Published on October 29, 2018

How do you know if a child has a concussion?

Brooke and Kamden Ylinen outside the Essentia Health Sports Center

Brooke Ylinen had a problem: a 13-year-old hockey player who needed to get back on the ice after suffering a concussion. Her son, Kamden, had been symptom-free for a week but needed to be medically released for play.

It was Dec. 28 and Kamden had been benched since suffering a concussion in a Dec. 15 game. His Peewee team was scheduled to take on his cousin’s team from St. Cloud that night. The left wing was more than a little antsy to skate again.

“You need to understand, hockey is his life,” explains Brooke. It also was winter break and screen time was out while Kamden’s brain healed. “He was more than a little stir-crazy,” the Baxter mom recalls.

So, around 8:30 that morning, Brooke decided to call for an appointment in the Pediatrics Department at the Essentia Health St. Joseph’s-Baxter Clinic. Kamden had seen Dr. Jane Winter, a pediatrician, for a follow-up appointment after his earlier visit to the Emergency Department at St. Joseph’s Medical Center. Dr. Winter was ill but Nurse Practitioner Karen Opp was available at 11 a.m.

Brooke’s mom, Cheryl Stechmann, took Kamden to his appointment. They’d barely sat down when they were called in by a nurse who had the medical release form that Brooke had faxed earlier to the clinic. Opp arrived minutes later. “She gave him a thorough examination and asked him all kinds of questions,” Cheryl says. “I was impressed with the care and concern she had for him.”

“My mom had Kam back home only minutes after the actual appointment time,” Brooke says. “Mind you, we live just two miles from the Baxter Clinic, but still. Wow! The care we had that day will stick in my mind. My son got great care and we had nothing but a positive experience from the phone call to schedule though the appointment.”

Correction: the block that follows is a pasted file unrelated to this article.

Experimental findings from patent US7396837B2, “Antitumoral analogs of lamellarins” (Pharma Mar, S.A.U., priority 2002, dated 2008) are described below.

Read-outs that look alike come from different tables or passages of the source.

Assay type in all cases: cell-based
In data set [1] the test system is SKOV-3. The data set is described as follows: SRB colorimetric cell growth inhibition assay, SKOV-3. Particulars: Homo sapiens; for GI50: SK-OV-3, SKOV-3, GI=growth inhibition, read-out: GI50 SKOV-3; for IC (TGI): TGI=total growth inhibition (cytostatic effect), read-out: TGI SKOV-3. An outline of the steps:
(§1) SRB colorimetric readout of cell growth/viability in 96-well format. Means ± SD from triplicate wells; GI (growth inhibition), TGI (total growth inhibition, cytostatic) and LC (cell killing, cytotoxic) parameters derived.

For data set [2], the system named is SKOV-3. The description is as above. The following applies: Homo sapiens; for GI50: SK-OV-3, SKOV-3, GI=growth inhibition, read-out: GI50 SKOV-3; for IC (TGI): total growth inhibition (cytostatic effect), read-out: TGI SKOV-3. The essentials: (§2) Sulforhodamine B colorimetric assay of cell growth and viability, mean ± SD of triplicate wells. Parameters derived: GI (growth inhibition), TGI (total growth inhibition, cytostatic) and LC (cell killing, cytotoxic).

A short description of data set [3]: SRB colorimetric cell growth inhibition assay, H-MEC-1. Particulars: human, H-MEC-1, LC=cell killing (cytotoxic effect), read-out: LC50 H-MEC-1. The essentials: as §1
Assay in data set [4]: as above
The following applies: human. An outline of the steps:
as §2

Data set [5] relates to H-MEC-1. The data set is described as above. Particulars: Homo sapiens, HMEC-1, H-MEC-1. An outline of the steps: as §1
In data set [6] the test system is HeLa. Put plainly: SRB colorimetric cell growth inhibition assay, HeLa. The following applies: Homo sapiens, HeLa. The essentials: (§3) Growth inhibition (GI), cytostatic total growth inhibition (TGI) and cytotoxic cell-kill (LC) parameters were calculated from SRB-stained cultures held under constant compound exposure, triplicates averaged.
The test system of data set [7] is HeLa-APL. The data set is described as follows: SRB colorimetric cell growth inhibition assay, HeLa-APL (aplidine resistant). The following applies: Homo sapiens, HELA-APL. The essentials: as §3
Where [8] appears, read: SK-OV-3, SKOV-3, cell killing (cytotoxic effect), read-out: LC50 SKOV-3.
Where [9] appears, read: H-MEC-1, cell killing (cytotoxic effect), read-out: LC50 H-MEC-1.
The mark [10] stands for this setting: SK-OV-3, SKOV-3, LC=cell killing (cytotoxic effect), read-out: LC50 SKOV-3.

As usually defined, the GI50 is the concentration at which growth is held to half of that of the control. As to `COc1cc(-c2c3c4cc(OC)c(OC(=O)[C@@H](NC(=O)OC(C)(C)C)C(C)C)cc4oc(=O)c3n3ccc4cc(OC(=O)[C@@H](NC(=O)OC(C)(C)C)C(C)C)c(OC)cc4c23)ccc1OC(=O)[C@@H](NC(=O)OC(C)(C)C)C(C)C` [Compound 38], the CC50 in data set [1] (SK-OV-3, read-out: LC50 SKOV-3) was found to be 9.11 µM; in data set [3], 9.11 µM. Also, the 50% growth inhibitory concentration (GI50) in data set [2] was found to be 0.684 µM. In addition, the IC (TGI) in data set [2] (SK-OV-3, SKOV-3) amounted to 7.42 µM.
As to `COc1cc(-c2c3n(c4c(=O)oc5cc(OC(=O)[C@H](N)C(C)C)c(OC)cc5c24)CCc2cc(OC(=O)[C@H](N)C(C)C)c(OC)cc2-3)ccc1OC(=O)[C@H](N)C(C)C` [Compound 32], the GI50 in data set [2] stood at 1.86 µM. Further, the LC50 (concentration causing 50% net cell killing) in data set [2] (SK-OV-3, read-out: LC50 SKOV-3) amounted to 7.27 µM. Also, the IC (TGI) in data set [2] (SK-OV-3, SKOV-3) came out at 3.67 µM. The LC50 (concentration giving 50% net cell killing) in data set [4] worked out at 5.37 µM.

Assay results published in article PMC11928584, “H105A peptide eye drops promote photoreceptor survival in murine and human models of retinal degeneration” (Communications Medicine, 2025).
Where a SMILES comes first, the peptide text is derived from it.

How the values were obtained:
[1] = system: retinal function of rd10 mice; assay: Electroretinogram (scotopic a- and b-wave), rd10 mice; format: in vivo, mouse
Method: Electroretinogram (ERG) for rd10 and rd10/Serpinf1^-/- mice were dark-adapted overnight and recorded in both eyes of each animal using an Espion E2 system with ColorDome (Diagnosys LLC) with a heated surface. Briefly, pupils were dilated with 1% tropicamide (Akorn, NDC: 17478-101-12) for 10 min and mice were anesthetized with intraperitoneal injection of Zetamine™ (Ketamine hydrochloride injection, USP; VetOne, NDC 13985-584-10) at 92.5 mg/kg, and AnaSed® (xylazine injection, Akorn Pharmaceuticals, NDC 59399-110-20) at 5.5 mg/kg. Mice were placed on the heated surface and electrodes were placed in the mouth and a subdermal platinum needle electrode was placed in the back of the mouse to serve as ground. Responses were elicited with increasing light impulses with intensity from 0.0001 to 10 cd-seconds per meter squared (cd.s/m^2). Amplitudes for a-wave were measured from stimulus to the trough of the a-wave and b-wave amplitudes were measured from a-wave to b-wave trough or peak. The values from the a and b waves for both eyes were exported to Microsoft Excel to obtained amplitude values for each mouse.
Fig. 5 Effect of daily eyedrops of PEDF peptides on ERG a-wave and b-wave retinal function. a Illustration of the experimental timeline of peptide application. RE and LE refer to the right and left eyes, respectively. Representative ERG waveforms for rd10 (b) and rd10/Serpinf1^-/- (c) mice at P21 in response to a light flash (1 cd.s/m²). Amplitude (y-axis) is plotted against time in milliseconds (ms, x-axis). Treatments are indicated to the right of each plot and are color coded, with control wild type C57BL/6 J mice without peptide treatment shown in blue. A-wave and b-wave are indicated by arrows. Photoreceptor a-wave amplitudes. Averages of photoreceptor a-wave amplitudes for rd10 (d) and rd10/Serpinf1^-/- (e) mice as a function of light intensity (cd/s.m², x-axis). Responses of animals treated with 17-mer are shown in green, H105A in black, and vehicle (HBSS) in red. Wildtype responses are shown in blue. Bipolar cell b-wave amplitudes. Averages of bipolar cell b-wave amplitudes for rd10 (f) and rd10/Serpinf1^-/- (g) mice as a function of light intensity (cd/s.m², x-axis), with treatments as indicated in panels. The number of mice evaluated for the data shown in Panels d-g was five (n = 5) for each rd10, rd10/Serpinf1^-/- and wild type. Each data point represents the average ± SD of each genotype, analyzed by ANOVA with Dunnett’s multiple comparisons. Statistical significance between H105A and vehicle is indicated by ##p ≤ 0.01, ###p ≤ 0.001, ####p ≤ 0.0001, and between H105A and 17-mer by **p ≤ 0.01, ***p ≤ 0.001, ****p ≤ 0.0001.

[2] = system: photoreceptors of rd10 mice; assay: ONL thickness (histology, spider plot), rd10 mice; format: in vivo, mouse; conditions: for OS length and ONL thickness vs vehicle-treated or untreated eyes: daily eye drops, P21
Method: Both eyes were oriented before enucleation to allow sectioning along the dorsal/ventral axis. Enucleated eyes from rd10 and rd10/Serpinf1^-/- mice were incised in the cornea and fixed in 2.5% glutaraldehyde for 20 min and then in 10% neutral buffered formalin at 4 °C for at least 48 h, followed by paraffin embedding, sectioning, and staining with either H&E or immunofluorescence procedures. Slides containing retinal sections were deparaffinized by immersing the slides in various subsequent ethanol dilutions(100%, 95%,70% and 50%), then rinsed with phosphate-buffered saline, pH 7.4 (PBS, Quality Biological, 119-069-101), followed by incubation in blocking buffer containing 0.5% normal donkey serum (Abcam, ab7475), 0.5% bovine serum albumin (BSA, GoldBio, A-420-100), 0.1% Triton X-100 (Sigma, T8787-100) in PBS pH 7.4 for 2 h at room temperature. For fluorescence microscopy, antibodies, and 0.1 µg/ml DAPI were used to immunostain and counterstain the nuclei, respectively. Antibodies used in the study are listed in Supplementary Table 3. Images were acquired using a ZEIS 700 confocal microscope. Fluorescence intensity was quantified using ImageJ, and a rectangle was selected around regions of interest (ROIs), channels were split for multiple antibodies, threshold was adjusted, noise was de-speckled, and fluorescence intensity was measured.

Kamden hit the ice that night to take on his cousin, Brennan Ylinen, as the boys’ extended family cheered them on.

How do you know if a child has a concussion?

If your child might have had a concussion, go to the emergency room if you see any of these symptoms:

  • Headache or a feeling of pressure in the head
  • Nausea or vomiting
  • Balance problems or dizziness
  • Trouble walking
  • Double or blurry vision
  • Sensitivity to light or noise
  • Feeling sluggish, groggy or dazed
  • Difficulty paying attention
  • Memory problems
  • Confusion and saying things that don't make sense
  • slurred speech
  • Slowness in understanding and responding to others
  • Sleeping problems
  • Mood changes
  • Changes in behavior
  • Changes in personality

If you think your child has a concussion, seek immediate medical help. Your child's doctor will determine how serious the concussion is and when it's safe for your child to return to sports, school or other activities. Head injuries take time to heal. Children should rest from both physical and mental (cognitive) activities for a day or two after a concussion and then return to activities gradually as their symptoms allow.